Griffith University’s Peak Demand Energy Management Facility, or MicroGrid, was officially opened at the Nathan campus today (December 17).
The MicroGrid is part of a Queensland Government-funded project to develop world-leading technology for the improvement of energy capture, storage and delivery. Guests at today’s opening ceremony included Queensland’s Chief Scientist, Dr Geoff Garrett AO, Pro Vice Chancellor (Griffith Sciences) Professor Debra Henly, Senior Deputy Vice Chancellor Professor Ned Pankhurst and government and industry representatives.
In 2012, Griffith was awarded $1 million for its part in a total $5.7 million Smart Future Partnership Project to investigate how future electrical grid systems could be designed to minimise capital expenditure and energy losses.
Since then, energy companies Energex, Ergon Energy and Elevare Energy have been pursuing areas of investigation including the benefits of energy storage in an urban electricity grid — conducted in the Newmarket area of Brisbane — and the benefits of energy storage in a residential premise with rooftop solar panels.
Griffith’s contribution, led by Professor Junwei Lu from the School of Engineering, has been to investigate the benefits of energy storage in a commercial building, hence the installation of a MicroGrid testing facility on the roof of Technology Building N44 at Nathan.
Professor Lu says demands on electricity grids are changing rapidly in the modern world as consumers expect ever better power reliability. He adds this will require different grid designs to those that are currently installed to draw more power than ever during peak times and to supply energy to the main grid when and how it becomes available.
“MicroGrid technology’s combination of power electronics with solar photo-voltaic cells and energy storage is game-changing,” he says. “By allowing traditional power to connect with new and renewable energies, I believe MicroGrids are the building blocks for the smart power grids of the future.”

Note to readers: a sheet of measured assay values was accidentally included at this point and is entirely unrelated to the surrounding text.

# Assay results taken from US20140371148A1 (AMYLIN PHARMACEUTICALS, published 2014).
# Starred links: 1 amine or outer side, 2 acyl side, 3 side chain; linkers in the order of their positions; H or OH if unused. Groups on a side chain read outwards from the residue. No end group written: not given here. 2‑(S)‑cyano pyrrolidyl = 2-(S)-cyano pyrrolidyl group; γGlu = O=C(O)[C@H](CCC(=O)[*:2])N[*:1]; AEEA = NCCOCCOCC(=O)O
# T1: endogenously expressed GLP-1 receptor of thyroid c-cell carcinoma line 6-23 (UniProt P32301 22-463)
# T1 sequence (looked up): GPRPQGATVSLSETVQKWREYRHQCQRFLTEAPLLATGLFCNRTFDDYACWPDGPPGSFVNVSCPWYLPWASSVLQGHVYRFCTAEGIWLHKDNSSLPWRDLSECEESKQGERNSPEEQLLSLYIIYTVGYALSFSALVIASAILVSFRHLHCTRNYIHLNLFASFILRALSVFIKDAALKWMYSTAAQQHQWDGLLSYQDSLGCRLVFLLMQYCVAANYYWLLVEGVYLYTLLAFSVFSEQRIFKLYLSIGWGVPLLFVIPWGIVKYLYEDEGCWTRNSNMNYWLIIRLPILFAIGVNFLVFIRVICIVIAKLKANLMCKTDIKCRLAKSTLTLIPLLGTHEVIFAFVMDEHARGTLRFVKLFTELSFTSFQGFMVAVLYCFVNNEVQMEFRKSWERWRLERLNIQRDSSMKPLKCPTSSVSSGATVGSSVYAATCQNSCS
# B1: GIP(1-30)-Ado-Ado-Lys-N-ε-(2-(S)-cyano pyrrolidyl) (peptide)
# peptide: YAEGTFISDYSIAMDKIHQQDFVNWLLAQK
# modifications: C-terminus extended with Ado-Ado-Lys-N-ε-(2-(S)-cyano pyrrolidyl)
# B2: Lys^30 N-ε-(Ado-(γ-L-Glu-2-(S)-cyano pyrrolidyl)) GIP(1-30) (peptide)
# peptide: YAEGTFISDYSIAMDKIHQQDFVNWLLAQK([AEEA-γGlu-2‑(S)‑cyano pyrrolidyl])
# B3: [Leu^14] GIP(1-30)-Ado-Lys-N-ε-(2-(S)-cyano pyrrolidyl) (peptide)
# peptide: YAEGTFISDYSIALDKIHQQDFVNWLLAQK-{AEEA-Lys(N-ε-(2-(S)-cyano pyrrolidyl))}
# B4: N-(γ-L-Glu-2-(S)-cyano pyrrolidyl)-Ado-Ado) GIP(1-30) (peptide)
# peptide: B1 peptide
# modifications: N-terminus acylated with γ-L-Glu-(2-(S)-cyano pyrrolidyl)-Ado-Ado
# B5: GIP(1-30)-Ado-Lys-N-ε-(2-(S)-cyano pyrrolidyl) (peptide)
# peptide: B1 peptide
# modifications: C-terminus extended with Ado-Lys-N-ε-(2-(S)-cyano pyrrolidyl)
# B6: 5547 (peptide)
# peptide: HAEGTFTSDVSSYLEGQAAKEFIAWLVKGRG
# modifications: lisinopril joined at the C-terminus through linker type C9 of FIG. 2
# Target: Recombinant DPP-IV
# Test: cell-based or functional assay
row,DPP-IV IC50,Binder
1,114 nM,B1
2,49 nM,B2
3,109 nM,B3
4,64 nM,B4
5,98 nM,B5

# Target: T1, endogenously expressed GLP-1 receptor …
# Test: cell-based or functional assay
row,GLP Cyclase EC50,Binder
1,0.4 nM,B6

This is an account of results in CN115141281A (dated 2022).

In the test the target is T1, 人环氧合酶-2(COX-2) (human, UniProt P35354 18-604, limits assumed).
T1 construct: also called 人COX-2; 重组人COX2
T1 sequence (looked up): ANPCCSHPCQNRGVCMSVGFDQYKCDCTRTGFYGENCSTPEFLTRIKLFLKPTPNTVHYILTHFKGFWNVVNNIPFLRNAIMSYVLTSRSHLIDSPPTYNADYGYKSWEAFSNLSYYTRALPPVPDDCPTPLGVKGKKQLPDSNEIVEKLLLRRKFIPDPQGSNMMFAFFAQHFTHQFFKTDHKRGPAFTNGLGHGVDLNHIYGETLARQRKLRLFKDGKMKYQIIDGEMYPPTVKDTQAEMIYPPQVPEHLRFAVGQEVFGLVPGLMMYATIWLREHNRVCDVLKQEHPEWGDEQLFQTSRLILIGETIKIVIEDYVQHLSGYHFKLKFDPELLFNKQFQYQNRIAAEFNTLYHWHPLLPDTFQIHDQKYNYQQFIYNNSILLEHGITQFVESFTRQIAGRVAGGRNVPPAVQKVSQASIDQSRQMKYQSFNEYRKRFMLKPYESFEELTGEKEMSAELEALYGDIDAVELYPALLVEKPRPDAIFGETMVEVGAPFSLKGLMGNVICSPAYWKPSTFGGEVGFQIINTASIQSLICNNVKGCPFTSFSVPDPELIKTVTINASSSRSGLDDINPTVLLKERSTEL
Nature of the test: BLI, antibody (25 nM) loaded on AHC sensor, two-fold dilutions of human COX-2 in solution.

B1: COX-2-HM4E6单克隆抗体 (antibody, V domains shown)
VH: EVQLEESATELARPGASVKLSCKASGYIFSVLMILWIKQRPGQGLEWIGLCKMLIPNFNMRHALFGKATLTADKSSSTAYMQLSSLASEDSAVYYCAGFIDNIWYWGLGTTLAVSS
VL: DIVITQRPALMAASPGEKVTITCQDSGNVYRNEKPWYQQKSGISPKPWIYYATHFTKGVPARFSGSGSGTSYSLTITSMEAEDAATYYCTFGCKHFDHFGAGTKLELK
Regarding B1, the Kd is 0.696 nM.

PhD researcher Mr Domagoj Leskarac has been involved in the design, installation and implementation of the Nathan MicroGrid.
“This is the big picture, new age technologies with advantages across many areas — technological, social, economical and environmental,” says Mr Leskarac.
“For example, excessive solar energy generation throughout the day can be stored and then better utilised when demand on the grid becomes more pressing. The trials at Griffith University N44 will test this idea with new and efficient component level technologies and system level topologies.
“It gets rid of that ‘too many plugs in the power-point’ scenario by enabling improved local power delivery, use, efficiency and quality. This is complementing the main grid, not compromising it.”
Professor Lu says the MicroGrid project will provide vital data and analysis to inform electricity policy changes and future grid structure decisions in Queensland.